The members of Denver band Get Along met as high school students in Monument, Colo. Nicholas and Cara Yañez -- who are now married -- have spent five years exploring genres from synth-pop to punk rock. Their live setup includes a collection of keyboards and synthesizers -- and an electric ukulele. Get Along will release a new EP this year. The duo previewed some songs from that release in the CPR Performance Studio and spoke with Alicia Bruce Mitchell about balancing music and family, writing within multiple genres and their love for artists like Bon Iver and David Bowie.
Natalie Tate has been busy in Denver's music scene in recent years. She's played lead guitar in Ark Life and received the "Best Singer-Songwriter" award from Westword last year. Tate recently released her second studio album, "Broken Open," which features more electronic instruments than her previous work. Tate visited the CPR Performance Studio to perform a few songs from the new album and speak with Alisha Sweeney about featuring notable musicians from Denver's music scene on the new album, integrating pop culture references into her music and her long musical partnership with filmmaker Shane Boris.
Tennis recently returned to the CPR Performance Studio a few days before the release of the album "Yours Conditionally." The Denver indie band has been on tour for much of 2017, and they head to California this month to play Coachella Music Festival. Tennis performed four songs from the new album and spoke with Alisha Sweeney about the feminist message behind "Ladies Don't Play Guitar," how their recent sailing trip inspired "Yours Conditionally" and getting "Girls" actress Zosia Mamet to star in the promotional videos for the album.
Strange Americans last joined us in the CPR Performance Studio in 2014. Since then the Denver roots-rockers have been at work on the follow-up to "That Kind Of Luster." We got a sneak preview of that album -- "Borrow You Brother" -- when the band returned to our studio this week. The band headlines Denver's Hi-Dive tomorrow night before a few tour dates in the Midwest. They played a few new songs in our studio and spoke with Alisha Sweeney about recording the new album in Denton, Texas, how a studio fire affected the recording process and their collaborative lyric writing.
Some prominent women of Denver's music scene collaborated this month for a two-night show at Denver's Syntax Physic Opera. Billed as "WMN And The Queen City Of The Plains," the unique concerts featured members of eight female-fronted Denver bands. Prior to the shows, we welcomed a few artists who participated into our CPR Performance Studio -- including Jess Parsons and members of Ivory Circle, Bluebook and Sinkra. These four acts each took a turn playing an original song. They also spoke with Alicia Bruce Mitchell about how the concerts came together with the help of musician Wes Watkins and the many hard-working female musicians in Denver.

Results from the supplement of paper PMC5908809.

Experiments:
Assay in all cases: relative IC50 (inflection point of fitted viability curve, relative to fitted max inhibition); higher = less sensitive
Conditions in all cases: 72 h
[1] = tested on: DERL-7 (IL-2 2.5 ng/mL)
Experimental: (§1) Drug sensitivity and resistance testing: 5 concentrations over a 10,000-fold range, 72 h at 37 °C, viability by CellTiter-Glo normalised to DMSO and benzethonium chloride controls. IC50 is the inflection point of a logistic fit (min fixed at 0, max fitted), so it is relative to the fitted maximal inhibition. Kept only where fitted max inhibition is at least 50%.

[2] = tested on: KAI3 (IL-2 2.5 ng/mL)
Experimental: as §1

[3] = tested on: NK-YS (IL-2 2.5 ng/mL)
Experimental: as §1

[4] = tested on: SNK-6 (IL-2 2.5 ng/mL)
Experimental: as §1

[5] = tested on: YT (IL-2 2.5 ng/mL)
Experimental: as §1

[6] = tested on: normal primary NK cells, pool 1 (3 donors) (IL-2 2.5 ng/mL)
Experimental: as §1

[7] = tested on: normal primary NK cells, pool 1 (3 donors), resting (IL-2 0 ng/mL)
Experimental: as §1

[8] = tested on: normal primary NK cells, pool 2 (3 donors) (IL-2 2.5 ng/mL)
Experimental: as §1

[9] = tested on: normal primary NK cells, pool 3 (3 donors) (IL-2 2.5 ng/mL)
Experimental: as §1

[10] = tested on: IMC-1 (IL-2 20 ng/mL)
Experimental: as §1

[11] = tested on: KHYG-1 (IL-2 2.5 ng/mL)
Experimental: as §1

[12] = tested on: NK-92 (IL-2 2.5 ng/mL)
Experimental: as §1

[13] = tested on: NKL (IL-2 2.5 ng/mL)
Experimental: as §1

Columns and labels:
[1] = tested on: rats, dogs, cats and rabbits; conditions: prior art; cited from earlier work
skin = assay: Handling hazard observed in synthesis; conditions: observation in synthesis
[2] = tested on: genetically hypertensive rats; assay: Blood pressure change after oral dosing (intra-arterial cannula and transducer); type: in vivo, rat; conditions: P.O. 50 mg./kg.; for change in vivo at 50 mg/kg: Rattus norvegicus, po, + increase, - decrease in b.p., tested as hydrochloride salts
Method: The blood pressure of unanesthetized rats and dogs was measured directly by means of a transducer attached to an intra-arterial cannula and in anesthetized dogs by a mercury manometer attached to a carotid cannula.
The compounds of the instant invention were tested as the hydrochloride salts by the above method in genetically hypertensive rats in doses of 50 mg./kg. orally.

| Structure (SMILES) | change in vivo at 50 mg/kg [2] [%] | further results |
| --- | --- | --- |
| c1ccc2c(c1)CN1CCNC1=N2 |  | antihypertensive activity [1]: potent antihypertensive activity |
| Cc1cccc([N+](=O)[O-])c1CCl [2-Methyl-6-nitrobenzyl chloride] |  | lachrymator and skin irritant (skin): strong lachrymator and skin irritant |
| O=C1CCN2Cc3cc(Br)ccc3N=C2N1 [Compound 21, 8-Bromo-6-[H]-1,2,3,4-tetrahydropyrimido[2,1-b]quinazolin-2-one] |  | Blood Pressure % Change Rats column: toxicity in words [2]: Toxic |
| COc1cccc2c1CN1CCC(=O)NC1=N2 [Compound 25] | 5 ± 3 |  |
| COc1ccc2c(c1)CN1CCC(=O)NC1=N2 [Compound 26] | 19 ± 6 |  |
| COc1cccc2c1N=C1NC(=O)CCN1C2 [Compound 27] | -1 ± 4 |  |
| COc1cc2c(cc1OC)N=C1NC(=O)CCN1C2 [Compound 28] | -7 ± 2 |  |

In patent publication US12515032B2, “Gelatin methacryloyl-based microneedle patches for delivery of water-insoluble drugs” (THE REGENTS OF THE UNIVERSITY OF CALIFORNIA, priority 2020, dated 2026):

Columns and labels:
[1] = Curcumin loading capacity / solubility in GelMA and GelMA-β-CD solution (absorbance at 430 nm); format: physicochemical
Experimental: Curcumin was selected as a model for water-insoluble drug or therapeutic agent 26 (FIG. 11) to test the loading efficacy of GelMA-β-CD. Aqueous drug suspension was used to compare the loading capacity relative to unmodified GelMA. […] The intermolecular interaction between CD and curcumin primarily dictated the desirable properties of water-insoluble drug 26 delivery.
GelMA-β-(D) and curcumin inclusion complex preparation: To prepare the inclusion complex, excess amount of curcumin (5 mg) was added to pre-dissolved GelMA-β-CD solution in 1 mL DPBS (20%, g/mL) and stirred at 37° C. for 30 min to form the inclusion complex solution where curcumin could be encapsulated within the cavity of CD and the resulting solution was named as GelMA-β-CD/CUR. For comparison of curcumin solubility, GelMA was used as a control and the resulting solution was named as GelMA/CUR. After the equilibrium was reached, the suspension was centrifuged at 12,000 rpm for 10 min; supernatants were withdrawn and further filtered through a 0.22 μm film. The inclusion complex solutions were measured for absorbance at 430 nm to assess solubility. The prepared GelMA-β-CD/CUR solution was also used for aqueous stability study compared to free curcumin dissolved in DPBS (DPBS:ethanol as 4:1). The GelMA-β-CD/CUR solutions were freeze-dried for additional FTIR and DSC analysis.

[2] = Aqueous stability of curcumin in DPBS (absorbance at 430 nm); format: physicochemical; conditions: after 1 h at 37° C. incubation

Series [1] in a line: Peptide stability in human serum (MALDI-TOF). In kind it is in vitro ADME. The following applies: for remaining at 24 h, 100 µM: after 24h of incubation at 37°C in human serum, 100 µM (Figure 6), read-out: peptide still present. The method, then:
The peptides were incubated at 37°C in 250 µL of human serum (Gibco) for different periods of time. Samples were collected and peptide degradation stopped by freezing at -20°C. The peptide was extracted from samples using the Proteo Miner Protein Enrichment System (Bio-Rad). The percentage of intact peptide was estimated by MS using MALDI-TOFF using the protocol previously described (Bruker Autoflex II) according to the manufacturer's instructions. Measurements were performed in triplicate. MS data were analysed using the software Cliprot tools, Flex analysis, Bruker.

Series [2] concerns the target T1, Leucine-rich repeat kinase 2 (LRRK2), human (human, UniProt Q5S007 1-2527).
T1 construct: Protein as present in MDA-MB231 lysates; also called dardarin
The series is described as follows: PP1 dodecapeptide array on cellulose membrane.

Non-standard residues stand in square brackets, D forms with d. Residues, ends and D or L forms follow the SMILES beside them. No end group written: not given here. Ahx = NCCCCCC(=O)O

Slow Caves first performed in our studio in 2015. Since then the Fort Collins band has signed to the Cincinnati-based Old Flame Records and released the "Desert Minded" EP. This year they've performed at SXSW in Austin, Texas, and Treefort Music Festival in Boise, Idaho. The self-described "synth-punk" band returned to our studio earlier this month. They performed some new music and spoke with Scott Carney about signing to their new label, how they've evolved as a band over the past two years and getting compared to the Beach Boys.
Bad Licks is a new Denver band that includes members of Nathaniel Rateliff & The Night Sweats, Rootbeer & Mermentau and The Blue Rider. They've released just two songs but have gained attention through live shows in Denver and beyond -- including a stop at this weekend's Treefort Music Festival in Boise, Idaho. The garage rockers stopped into our CPR Performance Studio before heading up to Boise. They played some new music and spoke with Alicia Bruce Mitchell about the origin of Bad Licks, plans for a forthcoming EP and previous experiences at Treefort with their other bands.
Ben Pisano started Corsicana as a one-man-band while in high school. The Denver musician has since explored ambient rock music characterized by soaring falsettos and dream-pop melodies. Pisano produced and played every instrument on his debut album, "Haven," which features songs that often hit the seven- or eight-minute mark. Pisano joined us in the CPR Performance Studio with a backing band to perform four songs from "Haven." He also spoke with Alisha Sweeney about spending years writing a single song, the concept behind "Haven" and some of his musical heroes like The Antlers and Bon Iver.
More than a dozen Colorado acts are headed to Boise, Idaho, this week for the five-day festival. Watch performances filmed in our CPR Performance Studio.
Jesse Manley spent the past few years collaborating with Denver dance troupe Wonderbound. The Denver musician wrote music for five performances including "Dust," a piece on the Dust Bowl era of the 1930s. His songs reflect the folk and Americana music of that time. Manley and his band went on to record the music of "Dust" as an album, which they released last week. Prior to the album release show, Manley performed three songs from the record in the CPR Performance Studio. He also spoke with Jeremy Petersen about his history with Wonderbound, playing the Weissenborn slide guitar and reading up on the Dust Bowl for his latest work.